aggressive dog behavior

Handling dog behavior issues is difficult, especially if you have an aggressive dog. The aggressive dog behavior may keep you constantly worried about finding a wrecked living room or worrying about your dog attacking someone, another pet, or a stranger and if your dog bites someone will it be put down or not?. Though it is a big issue handling canine aggression, this aggression can be corrected.

What is aggression?

The term “aggression” can be used to define a variety of behaviors occurring due to several reasons under various circumstances.

In most instances, all animals demonstrate aggressive behavior while guarding their territories or protecting their children and themselves.

Animals living in groups, like humans and dogs, use aggression to maintain peace and to negotiate social interactions.

Signs of aggressive behavior begins with warnings that can end in an attack. Dogs demonstrating aggressiveness towards people or other animals usually show some of the following intense behaviors:

  • Freezing, suddenly becoming still and rigid
  • Barks that sounds threatening
  • Lunging forward or running towards a person
  • Growling
  • Ears pinned back
  • Snarling
  • Baring teeth
  • Muzzle Punch, punching someone with their nose
  • Nips and Bites of different intensity

Many times owners of pets are not able to recognize the warning signs of aggressive dog behavior. They believe their dogs just flew off the handle suddenly.  However, in reality, the dogs may have been giving signs long before attacking or biting someone.  Dogs rarely bite or attack without giving any form of warning beforehand.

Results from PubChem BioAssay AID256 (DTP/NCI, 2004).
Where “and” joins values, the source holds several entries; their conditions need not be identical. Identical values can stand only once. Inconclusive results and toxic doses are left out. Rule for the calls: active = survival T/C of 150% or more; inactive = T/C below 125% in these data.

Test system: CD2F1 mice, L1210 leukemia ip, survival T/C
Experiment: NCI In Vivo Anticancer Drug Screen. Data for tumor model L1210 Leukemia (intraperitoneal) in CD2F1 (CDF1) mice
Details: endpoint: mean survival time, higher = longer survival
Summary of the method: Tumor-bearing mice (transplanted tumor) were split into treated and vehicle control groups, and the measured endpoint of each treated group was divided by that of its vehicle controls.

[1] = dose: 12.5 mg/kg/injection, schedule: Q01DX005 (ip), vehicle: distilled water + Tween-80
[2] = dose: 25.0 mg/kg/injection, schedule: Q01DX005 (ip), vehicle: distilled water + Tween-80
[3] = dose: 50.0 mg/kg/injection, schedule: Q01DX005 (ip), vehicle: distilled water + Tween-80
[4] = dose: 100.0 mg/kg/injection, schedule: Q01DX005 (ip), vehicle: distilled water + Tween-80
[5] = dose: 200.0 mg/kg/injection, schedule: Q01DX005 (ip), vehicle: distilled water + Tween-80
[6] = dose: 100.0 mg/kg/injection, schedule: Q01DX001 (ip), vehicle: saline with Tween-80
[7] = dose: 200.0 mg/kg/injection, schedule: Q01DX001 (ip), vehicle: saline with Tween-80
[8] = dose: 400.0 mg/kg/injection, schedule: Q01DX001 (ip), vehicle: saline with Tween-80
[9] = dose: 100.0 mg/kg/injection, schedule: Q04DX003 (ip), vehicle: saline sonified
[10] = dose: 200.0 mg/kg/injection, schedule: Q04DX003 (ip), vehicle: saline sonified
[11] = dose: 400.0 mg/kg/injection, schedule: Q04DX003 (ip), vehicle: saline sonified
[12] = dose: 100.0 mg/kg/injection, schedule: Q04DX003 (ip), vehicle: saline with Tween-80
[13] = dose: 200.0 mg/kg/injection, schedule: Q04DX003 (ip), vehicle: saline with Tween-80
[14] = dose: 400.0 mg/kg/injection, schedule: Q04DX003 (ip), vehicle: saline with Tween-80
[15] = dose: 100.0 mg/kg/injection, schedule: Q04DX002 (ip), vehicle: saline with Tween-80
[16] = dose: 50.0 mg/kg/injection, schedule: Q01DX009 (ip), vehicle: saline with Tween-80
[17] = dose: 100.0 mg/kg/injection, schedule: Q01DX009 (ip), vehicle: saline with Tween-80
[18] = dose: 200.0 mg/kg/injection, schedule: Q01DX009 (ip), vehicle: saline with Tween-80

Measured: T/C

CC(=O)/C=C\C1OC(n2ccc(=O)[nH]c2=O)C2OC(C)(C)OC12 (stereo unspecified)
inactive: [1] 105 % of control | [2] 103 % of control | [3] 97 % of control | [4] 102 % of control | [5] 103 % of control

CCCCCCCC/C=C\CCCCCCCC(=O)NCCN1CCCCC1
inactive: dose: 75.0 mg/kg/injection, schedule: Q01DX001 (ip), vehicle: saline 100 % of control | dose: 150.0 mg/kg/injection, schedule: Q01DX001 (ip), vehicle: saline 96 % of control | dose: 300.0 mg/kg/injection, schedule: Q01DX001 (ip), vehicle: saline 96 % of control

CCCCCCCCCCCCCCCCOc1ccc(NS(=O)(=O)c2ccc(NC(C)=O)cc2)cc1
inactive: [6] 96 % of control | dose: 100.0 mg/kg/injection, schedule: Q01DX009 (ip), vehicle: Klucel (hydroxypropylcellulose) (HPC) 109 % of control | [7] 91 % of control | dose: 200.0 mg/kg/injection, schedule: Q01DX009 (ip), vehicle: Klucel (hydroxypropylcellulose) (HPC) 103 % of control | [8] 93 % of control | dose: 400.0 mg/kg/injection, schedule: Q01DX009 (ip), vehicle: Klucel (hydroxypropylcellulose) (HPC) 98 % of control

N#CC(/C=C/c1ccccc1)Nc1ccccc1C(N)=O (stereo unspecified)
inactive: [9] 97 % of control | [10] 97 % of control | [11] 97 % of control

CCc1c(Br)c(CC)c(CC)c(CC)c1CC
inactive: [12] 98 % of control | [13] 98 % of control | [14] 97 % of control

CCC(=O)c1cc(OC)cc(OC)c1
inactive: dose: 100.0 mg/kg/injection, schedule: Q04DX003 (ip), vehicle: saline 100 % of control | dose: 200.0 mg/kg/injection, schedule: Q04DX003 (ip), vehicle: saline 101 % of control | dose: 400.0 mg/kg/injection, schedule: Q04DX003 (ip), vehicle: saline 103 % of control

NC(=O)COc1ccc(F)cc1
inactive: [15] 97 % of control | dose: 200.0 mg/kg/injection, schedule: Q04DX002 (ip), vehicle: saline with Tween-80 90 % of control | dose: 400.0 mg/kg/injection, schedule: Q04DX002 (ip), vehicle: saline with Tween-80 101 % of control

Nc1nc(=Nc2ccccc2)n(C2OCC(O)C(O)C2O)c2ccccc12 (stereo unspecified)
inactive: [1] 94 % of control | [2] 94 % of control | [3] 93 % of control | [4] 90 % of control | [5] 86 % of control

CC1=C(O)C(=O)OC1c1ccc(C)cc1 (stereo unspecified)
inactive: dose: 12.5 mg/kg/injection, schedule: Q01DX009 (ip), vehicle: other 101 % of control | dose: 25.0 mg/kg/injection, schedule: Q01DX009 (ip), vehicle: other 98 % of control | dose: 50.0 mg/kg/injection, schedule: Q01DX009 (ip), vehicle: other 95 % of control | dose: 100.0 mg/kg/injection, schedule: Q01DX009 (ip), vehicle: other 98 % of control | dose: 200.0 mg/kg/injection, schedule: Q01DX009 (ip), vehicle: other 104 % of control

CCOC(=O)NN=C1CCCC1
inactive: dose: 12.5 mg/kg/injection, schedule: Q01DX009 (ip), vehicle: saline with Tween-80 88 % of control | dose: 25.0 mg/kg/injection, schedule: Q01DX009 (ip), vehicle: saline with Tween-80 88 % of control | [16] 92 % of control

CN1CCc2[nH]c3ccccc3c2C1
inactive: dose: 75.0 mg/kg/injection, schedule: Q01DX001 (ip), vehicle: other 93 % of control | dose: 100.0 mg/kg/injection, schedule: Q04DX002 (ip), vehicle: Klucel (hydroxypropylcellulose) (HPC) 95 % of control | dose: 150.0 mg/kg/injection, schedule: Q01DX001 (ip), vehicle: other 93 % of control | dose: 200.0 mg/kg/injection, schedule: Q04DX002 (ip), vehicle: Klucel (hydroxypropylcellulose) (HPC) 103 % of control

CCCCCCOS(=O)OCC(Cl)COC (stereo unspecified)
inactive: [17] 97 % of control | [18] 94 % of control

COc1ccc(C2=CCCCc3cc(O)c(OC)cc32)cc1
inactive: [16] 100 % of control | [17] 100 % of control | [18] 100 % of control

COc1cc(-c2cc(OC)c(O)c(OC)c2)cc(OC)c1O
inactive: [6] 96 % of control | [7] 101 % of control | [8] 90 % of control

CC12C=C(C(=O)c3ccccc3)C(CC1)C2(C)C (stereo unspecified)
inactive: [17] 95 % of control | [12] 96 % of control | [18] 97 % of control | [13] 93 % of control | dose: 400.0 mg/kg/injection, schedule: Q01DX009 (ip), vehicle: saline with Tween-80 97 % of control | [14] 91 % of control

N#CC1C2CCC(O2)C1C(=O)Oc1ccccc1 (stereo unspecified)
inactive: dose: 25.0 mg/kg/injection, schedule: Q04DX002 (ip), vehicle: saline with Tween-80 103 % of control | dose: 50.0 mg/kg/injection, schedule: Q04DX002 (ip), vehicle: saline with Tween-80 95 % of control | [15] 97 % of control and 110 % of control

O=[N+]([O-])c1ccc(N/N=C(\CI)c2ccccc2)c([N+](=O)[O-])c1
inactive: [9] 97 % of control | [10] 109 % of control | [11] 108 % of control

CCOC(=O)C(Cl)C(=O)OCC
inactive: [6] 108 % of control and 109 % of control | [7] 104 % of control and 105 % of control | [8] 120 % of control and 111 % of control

Why Do Dogs Demonstrate Aggressive Behavior?

Before learning how to stop the aggressive behavior of the dog, you need to understand the reason behind the dog’s aggression. Some dogs are known to growl when people approach them then they are eating.

Some react aggressively towards children or strangers. Some dogs act aggressively when they are around other animals or some specific animals like cats or other dogs.

It is difficult to bring a change in your dog’s behavior until you know the reason behind the aggression.

The most common types of dog aggression are:

  • Territorial aggression: When the dog tries to defend his own space or the owners home it is territorial aggression. The dog behaves aggressively towards a person or animal that enters or approaches the dog’s space or owner’s house.
  • Protective aggression: The dog protects its children or its owners from any other animal or person trying to cause harm.
  • Possessive aggression: Dogs are possessive of their things like chew toys, bones, or food. They may get hostile against someone who is trying to take their possessions away.
  • Fear aggression: When a dog is scared and tries to retreat but ends up attacking when cornered.
  • Social aggression: Dogs may react aggressively to other dogs in certain social situations. Dogs that are not trained to socialize properly with other dogs or people may act aggressively.
  • Frustration aggression: A dog may behave aggressively if it is restricted on a leash or in a closed room or fenced yard. If the dog is stimulated and is unable to act on that stimulation, it may become aggressive out of frustration.
  • Redirected aggression: The dog might attack a person attempting to break up a dog fight. Sometimes a dog may attack any person nearby if it cannot reach the target of its hostility or if the person comes in its way.